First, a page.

France, 1942 – Nazi Germany occupies Paris. A frightened woman hurriedly gathers all the possessions she can carry and takes one last look around her lavish apartment. The south of France will be safer, she reassures herself. German soldiers have been raiding apartments for days in the Pigalle red light district and with each seized apartment they’re getting closer to hers. She picks up a battered suitcase and closes the door for the last time. It won’t be opened again for 70 years.
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Hilarious Portraits Brought To You By Wind
Who says that all photography has to be “about” something? Utilizing high-speed wind, his good sense of humor and his subjects’ open-mindedness, photographer Jonathan Robert Willis has crafted a series of photos that are flat-out hilarious. Willis aptly dubbed the series “Wind”, and in each shot, models posed in front of a blower for 15 minutes while Willis captured their rather contorted mugs. Suffice it to say that the pictorial spread is much-welcomed by us not so photogenic folk. Design Faves has even more of Willis’ work for your perusal.
This past week, images of the bruised, broken bodies of thousands of Ukrainian protesters shocked the world. After a standoff that had lasted for months, Ukrainian President Viktor Yanukovych authorized security forces to fight Ukrainian protesters with force, a decision that claimed the lives of many. Using stun grenades, water canons and firearms to quell dissent, Kiev’s once-pristine Independence Square has quickly fallen into a bloody, peace-forsaken war zone.
To honor its 125th year of publication, the iconic yet ever-evolving National Geographic magazine has released many never-before-seen photographs from its archives via an incredibly user-friendly and modern Tumblr account. The professionally curated collection of these photos goes by the name of FOUND, and gives us a clear vision (often startlingly so) of lost decades and cultures that may seem unreal against a present-day backdrop.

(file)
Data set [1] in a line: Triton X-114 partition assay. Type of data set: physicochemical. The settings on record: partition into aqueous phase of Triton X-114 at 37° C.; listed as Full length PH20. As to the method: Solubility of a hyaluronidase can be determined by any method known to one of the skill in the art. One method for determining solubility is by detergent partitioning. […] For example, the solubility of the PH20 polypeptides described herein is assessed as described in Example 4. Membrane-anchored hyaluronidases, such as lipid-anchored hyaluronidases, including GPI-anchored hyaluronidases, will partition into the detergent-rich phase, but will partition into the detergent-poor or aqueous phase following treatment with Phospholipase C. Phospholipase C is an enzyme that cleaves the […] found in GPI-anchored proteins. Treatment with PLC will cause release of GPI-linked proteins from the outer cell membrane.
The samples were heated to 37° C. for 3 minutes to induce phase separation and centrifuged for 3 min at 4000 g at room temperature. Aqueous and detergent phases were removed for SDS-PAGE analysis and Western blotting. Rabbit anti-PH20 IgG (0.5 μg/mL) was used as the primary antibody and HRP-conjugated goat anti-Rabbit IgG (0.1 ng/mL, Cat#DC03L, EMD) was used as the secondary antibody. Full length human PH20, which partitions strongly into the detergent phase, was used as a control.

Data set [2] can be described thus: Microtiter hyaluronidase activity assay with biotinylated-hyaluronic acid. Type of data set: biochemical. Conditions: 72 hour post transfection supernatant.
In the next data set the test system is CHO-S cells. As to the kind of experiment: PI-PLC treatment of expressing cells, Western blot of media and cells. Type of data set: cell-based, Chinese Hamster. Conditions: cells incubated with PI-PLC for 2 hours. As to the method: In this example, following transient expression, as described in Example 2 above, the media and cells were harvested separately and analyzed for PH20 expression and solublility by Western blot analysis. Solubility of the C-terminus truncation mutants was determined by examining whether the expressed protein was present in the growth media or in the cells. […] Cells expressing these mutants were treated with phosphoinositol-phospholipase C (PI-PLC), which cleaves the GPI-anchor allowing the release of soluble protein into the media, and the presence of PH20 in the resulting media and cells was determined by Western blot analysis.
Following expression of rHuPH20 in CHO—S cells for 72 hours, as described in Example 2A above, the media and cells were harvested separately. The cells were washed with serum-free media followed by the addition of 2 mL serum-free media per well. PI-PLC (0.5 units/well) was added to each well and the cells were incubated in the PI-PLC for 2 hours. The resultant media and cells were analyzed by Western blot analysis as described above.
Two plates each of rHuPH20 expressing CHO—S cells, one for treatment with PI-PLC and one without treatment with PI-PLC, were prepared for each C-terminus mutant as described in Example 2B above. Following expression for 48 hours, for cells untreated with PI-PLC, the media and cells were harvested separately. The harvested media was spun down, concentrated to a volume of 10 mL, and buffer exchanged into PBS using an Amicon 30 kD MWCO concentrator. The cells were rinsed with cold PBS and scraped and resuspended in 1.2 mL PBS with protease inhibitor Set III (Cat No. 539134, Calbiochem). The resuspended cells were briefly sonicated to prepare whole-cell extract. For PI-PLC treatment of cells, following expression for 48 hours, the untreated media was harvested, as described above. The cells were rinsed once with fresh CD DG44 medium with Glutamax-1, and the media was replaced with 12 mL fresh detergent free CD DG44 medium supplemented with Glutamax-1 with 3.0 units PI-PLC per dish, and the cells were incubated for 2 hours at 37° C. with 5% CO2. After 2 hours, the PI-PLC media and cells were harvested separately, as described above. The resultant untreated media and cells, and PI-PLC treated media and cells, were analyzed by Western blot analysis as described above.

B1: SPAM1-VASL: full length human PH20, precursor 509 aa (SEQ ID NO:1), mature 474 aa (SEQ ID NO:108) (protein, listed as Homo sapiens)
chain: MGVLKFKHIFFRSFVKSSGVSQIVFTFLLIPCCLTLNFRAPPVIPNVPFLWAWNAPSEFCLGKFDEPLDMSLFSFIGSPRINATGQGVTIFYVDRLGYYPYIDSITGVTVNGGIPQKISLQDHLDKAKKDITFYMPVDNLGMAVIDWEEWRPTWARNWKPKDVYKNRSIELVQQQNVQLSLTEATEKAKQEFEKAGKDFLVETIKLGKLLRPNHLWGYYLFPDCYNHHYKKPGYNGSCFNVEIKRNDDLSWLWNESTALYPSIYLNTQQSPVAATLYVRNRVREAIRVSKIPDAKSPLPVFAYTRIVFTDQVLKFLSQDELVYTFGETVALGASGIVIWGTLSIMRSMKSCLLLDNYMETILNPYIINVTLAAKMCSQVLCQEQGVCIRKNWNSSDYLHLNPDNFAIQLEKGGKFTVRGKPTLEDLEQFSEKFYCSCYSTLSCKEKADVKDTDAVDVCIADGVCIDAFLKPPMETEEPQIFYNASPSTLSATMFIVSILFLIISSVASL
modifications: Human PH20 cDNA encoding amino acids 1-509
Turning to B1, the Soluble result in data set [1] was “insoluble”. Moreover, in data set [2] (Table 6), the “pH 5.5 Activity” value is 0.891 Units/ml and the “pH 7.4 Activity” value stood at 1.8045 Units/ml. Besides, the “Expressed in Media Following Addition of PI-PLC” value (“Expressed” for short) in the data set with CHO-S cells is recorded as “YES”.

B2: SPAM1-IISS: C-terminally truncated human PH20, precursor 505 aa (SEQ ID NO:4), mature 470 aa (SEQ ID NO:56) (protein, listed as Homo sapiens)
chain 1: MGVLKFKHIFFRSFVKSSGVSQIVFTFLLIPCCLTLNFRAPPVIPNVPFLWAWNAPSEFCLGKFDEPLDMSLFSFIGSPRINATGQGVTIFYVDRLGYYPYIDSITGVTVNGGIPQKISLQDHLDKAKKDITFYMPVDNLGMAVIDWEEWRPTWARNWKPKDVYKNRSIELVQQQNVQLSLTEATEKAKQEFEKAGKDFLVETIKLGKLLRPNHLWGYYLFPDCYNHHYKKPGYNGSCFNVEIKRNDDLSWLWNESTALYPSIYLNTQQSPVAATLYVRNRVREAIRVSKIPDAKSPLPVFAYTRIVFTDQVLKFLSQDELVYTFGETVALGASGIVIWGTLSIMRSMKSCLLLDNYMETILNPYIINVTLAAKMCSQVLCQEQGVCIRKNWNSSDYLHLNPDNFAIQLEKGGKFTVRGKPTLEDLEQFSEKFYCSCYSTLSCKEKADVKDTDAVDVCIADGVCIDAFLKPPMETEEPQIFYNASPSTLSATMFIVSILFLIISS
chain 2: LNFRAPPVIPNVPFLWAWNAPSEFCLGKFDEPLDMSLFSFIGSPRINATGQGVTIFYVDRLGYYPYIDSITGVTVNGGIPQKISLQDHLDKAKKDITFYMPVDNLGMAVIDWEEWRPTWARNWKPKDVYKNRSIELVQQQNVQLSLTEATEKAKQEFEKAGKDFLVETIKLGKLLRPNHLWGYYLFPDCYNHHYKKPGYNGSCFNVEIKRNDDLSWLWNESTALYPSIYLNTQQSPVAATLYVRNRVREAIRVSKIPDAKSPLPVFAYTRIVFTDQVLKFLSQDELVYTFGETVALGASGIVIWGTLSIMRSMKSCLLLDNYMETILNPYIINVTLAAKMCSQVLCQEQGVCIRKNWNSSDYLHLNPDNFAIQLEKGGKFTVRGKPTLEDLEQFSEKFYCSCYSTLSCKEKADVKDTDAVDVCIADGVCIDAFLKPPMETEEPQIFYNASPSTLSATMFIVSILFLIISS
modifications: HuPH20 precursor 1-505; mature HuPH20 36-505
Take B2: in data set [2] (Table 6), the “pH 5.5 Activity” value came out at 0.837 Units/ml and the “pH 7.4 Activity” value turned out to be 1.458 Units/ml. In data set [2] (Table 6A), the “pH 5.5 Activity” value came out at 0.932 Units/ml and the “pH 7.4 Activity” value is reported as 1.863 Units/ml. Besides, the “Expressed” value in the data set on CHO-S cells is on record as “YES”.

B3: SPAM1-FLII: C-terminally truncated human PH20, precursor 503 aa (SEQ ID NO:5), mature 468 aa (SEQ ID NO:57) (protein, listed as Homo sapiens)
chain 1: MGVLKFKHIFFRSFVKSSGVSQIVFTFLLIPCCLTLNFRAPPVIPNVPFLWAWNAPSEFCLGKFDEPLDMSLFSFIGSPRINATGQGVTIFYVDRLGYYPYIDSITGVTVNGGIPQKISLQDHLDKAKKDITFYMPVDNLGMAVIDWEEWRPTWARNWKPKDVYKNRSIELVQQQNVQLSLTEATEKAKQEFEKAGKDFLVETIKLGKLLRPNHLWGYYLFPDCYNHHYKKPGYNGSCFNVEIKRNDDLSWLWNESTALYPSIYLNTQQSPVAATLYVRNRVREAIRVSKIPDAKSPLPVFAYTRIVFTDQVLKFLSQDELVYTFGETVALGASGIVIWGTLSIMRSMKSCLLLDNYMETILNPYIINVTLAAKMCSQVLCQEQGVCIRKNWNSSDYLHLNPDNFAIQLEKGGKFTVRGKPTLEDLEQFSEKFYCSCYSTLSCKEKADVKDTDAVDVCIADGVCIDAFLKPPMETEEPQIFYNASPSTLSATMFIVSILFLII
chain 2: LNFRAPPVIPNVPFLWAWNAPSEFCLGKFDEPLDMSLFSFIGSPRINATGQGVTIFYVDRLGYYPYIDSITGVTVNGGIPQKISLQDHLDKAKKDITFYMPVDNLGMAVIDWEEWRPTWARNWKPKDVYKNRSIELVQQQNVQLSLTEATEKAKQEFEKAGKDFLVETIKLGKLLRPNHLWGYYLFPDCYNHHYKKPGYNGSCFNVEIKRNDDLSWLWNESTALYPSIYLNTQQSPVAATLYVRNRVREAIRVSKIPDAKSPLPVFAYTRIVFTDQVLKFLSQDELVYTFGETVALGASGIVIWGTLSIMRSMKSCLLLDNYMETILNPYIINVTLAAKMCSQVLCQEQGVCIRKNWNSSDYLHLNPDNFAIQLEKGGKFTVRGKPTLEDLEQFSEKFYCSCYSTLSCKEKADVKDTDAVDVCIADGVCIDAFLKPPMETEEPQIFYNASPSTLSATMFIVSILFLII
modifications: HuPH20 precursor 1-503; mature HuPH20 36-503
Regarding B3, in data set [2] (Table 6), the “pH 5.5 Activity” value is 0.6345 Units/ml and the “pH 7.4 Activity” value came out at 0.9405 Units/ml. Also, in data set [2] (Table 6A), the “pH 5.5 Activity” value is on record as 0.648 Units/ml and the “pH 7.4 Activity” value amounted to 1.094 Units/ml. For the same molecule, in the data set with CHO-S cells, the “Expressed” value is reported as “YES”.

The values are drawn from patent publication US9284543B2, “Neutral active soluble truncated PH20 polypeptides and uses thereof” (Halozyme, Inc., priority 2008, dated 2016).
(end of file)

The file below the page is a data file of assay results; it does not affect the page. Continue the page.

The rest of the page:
Below is a highlighted collection of 25 time-capsule images that were once lost, but now are FOUND.
The Kodak Company, founded by Robert Eastman in 1888, is widely credited for bringing photography to the masses. Eastman pioneered the use of photographic film and ‘film rolls’ that would quickly take the place of collodion and gelatin dry plates. With the advent of photographic film, and the release of his $25 camera (valued at $600 today) simply known as the Kodak No. 1, Robert Eastman brought a new world of expression and artful documentation to the common hobbyist.
One of the Kodak camera’s major advances was that even at the $25 price tag, it came preloaded with 100 exposures. At the end of the 100-shot roll, the customer would then return the camera to Kodak to have their photos developed and receive another roll of film. In a photographical world defined by the immediacy of Instagram and Snapchat, this lengthy process of receiving and sharing moments is nearly unfathomable.List View
Eastman would later release an even more affordable camera to the marketplace. At a mere price of $1, the new cardboard-box based Kodak Brownie camera transformed Eastman’s small into a full blown international sensation. With its low price and incredible ease of use, it was the Brownie that us photo image-obsessed ilk can thank for first introducing us to the traditional ‘snapshot.’
Over personal photography’s 125 year history, the devices and methods we use to take pictures have naturally evolved along with our technological advancements and tastes. Thanks to the National Media Museum’s Flickr Commons collection, we can now glimpse into the origins of our courtship with “instant” photography, as well as one of the world’s first populist art forms. All photos included were taken between 1888 and 1890.
All images come courtesy of The Huffington Post.
What would have been the largest amphibious operation in human history had it taken place, Operation Downfall served as the Allied Forces’ plan to invade Japan at its southernmost main island and expand northward from there. However, the operation failed to materialize after the Soviet invasion of Manchuria and the Nagasaki bombings led to the Japanese’ surrender.